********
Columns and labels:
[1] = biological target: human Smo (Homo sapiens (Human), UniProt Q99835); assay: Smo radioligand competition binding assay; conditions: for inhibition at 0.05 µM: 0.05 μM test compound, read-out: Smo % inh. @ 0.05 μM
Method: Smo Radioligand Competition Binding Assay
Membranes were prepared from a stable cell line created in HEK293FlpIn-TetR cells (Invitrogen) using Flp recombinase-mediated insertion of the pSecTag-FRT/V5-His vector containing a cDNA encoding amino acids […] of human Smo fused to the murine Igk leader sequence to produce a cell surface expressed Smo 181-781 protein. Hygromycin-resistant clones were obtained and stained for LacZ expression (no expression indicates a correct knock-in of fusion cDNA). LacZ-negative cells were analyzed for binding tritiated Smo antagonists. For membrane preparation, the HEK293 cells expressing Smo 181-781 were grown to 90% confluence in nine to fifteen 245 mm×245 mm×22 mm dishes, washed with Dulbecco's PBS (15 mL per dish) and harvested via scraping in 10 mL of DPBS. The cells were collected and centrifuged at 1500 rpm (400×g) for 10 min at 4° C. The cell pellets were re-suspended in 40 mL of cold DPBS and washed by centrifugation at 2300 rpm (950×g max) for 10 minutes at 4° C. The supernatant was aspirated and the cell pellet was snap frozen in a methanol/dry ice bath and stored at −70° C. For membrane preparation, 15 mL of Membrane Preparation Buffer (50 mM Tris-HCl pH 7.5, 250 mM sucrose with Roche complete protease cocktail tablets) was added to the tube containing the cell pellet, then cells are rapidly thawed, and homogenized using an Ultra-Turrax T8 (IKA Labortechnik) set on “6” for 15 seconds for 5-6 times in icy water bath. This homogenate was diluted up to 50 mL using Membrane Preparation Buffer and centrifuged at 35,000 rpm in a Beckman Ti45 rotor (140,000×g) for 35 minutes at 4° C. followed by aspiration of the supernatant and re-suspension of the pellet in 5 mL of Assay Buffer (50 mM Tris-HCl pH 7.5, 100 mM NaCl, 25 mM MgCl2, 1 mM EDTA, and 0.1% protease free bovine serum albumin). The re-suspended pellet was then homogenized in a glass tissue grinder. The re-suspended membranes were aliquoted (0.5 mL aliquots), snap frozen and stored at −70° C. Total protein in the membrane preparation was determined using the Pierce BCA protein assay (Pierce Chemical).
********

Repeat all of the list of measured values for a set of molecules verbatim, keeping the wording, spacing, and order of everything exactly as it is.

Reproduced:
Columns and labels:
[1] = biological target: human Smo (Homo sapiens (Human), UniProt Q99835); assay: Smo radioligand competition binding assay; conditions: for inhibition at 0.05 µM: 0.05 μM test compound, read-out: Smo % inh. @ 0.05 μM
Method: Smo Radioligand Competition Binding Assay
Membranes were prepared from a stable cell line created in HEK293FlpIn-TetR cells (Invitrogen) using Flp recombinase-mediated insertion of the pSecTag-FRT/V5-His vector containing a cDNA encoding amino acids […] of human Smo fused to the murine Igk leader sequence to produce a cell surface expressed Smo 181-781 protein. Hygromycin-resistant clones were obtained and stained for LacZ expression (no expression indicates a correct knock-in of fusion cDNA). LacZ-negative cells were analyzed for binding tritiated Smo antagonists. For membrane preparation, the HEK293 cells expressing Smo 181-781 were grown to 90% confluence in nine to fifteen 245 mm×245 mm×22 mm dishes, washed with Dulbecco's PBS (15 mL per dish) and harvested via scraping in 10 mL of DPBS. The cells were collected and centrifuged at 1500 rpm (400×g) for 10 min at 4° C. The cell pellets were re-suspended in 40 mL of cold DPBS and washed by centrifugation at 2300 rpm (950×g max) for 10 minutes at 4° C. The supernatant was aspirated and the cell pellet was snap frozen in a methanol/dry ice bath and stored at −70° C. For membrane preparation, 15 mL of Membrane Preparation Buffer (50 mM Tris-HCl pH 7.5, 250 mM sucrose with Roche complete protease cocktail tablets) was added to the tube containing the cell pellet, then cells are rapidly thawed, and homogenized using an Ultra-Turrax T8 (IKA Labortechnik) set on “6” for 15 seconds for 5-6 times in icy water bath. This homogenate was diluted up to 50 mL using Membrane Preparation Buffer and centrifuged at 35,000 rpm in a Beckman Ti45 rotor (140,000×g) for 35 minutes at 4° C. followed by aspiration of the supernatant and re-suspension of the pellet in 5 mL of Assay Buffer (50 mM Tris-HCl pH 7.5, 100 mM NaCl, 25 mM MgCl2, 1 mM EDTA, and 0.1% protease free bovine serum albumin). The re-suspended pellet was then homogenized in a glass tissue grinder. The re-suspended membranes were aliquoted (0.5 mL aliquots), snap frozen and stored at −70° C. Total protein in the membrane preparation was determined using the Pierce BCA protein assay (Pierce Chemical).